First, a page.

Ms. Lyndsey chronicled her frightening condition under a pseudonym in this thoughtful book. She carefully guides the reader on a journey from thriving professional to completely home bound in a room that seals out all light due an extremely severe allergy. I felt so frustrated that there wasn’t a cure. This book broke my heart. I hope there are developments or that she is in another period of remission.
Lucky Alan and Other Stories Jonathan Lethem
I read this book at a time when life stuff was moving at a blurry clip, but I remember his jaw-dropping, utterly delicious use of language. So much so that I wrote him a letter, thanking him for allowing me to laugh out loud and be witness to his particular form of mastery. His characters are so peculiar. Each story was a morsel of wonder.
Meaty Samantha Irby
Samantha Irby is ridiculous. She’s funny. She’s especially funny when she’s telling the saddest of stories. Her book of essays is so relatable, and the ferocious energy she brings to her writing is just stunning. I saw Ms. Irby at her live lit show Guts & Glory, and she is a FORCE. She is so talented and her words blaze off the page. Her blog is amazing.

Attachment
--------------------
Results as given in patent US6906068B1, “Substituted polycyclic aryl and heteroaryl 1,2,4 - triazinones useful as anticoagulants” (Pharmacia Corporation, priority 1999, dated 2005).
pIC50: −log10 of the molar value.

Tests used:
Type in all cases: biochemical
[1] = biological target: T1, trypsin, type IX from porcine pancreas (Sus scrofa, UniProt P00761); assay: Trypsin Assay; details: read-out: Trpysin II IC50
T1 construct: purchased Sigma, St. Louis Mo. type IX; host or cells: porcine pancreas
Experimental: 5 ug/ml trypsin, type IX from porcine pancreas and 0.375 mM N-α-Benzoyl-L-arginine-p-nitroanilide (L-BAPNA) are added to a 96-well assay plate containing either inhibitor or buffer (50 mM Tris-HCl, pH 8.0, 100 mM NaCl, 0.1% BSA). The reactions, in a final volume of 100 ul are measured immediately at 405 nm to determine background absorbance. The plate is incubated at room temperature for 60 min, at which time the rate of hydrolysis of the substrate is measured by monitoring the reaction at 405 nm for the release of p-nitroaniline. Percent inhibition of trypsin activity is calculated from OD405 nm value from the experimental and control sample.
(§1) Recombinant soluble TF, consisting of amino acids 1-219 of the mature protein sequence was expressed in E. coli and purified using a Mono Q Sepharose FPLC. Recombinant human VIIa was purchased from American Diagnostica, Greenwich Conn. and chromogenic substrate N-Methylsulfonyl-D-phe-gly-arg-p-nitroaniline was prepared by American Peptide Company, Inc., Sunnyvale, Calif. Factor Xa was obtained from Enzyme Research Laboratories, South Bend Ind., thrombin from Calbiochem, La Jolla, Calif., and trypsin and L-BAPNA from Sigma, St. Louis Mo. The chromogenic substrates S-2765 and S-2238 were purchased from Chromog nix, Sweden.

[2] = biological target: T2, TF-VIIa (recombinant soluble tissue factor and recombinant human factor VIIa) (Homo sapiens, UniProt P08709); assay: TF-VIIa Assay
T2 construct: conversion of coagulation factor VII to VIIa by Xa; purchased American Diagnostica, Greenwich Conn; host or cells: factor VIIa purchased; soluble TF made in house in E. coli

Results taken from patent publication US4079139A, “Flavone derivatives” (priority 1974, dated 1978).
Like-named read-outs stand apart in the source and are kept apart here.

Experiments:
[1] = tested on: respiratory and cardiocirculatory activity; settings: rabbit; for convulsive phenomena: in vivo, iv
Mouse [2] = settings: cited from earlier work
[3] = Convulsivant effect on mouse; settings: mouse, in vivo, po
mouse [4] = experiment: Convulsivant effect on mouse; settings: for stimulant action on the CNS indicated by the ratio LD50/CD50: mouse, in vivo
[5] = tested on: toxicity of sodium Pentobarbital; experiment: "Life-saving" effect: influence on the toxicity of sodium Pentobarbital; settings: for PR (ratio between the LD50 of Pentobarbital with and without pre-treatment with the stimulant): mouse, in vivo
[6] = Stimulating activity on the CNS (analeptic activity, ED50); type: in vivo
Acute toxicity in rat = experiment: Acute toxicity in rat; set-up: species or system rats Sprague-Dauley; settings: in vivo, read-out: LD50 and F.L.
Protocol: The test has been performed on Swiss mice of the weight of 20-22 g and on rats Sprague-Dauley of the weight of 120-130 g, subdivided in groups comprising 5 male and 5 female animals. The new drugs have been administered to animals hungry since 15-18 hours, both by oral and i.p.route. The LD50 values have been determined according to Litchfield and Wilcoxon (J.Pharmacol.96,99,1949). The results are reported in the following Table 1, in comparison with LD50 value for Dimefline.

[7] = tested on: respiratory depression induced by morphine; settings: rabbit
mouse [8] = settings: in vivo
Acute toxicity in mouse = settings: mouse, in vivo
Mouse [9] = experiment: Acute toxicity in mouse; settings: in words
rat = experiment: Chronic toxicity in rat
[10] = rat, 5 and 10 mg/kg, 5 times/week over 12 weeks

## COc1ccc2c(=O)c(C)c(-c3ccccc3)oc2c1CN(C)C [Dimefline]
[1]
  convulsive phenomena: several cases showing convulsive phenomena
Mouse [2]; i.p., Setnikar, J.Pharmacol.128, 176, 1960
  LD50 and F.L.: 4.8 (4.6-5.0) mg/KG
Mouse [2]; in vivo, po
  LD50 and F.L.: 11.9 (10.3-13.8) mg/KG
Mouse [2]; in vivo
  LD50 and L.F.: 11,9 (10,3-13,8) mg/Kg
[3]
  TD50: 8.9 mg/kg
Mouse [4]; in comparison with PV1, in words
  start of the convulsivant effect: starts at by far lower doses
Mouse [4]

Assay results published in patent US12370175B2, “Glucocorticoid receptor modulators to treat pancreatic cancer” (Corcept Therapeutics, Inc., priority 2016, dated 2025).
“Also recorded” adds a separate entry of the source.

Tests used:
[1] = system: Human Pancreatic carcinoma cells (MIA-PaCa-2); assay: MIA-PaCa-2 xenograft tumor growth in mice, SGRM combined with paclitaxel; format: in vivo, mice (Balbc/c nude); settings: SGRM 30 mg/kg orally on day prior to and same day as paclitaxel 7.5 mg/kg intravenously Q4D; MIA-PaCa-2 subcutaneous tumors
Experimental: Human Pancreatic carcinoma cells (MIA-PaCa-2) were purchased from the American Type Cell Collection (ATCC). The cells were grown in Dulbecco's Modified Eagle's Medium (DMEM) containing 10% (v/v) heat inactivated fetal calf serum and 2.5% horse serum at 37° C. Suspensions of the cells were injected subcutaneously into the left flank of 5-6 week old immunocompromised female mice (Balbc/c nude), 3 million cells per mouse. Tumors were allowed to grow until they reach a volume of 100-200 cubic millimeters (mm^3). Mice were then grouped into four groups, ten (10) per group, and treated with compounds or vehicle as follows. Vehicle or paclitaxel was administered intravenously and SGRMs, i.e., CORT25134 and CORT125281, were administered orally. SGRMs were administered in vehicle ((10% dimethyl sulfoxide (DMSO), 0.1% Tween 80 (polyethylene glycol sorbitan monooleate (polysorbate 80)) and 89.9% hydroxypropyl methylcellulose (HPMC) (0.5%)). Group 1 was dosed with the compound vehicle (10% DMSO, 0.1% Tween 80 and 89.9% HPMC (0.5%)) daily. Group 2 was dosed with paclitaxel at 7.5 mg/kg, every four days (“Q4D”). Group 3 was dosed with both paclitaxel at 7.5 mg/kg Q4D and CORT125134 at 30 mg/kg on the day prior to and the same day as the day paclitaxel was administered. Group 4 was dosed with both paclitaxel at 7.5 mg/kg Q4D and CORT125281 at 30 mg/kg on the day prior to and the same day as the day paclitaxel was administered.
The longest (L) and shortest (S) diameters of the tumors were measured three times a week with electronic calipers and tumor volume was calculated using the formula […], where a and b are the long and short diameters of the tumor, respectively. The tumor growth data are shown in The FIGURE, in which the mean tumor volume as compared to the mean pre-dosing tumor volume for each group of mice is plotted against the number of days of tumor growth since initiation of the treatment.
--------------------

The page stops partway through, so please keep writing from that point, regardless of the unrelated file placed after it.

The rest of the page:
Seeing Voices Oliver Sacks
Ever since reading An Anthropologist on Mars for psychology class book report my senior year of high school, Mr. Sack’s large volume of work has captivated my attention. His research on deaf culture is no different. His ability to write about science in both a lyrical way and in a manner that the lay person can understand is outstanding. He is so dearly missed.
By the Book: Writers on Literature and the Literary Life from The New York Times Book Review a Edited by Pamela Paul
I flew through this collection, eager to discover the favorite books of celebrated authors and celebrities. A few books that everyone loved across the board were Behind the Beautiful Forevers by Katherine Boo, The Patrick Melrose Novels by Edward St. Aubyn and Wolf Hall by Hilary Mantel. The best part? When I visited Unabridged Bookstore, most of the books brought up again and again by this collective of treasured writers were available on sale. Shop local, folks. It’s worth it.